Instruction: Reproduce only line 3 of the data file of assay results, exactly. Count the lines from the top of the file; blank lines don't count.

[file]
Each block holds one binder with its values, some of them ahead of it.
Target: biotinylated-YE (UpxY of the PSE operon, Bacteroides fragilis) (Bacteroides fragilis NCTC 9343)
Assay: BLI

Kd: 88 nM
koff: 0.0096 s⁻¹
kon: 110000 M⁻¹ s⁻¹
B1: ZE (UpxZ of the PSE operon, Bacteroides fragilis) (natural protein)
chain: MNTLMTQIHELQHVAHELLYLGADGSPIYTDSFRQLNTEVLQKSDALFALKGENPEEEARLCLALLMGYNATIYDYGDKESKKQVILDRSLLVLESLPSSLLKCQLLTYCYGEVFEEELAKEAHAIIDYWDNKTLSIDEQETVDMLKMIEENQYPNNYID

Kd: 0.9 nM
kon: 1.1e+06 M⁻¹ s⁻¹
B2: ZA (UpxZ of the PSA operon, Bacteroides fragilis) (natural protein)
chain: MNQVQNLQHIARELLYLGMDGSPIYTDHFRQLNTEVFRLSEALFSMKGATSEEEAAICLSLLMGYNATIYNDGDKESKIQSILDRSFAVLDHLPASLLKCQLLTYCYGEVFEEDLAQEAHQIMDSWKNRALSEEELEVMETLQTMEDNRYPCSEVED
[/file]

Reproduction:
Assay: BLI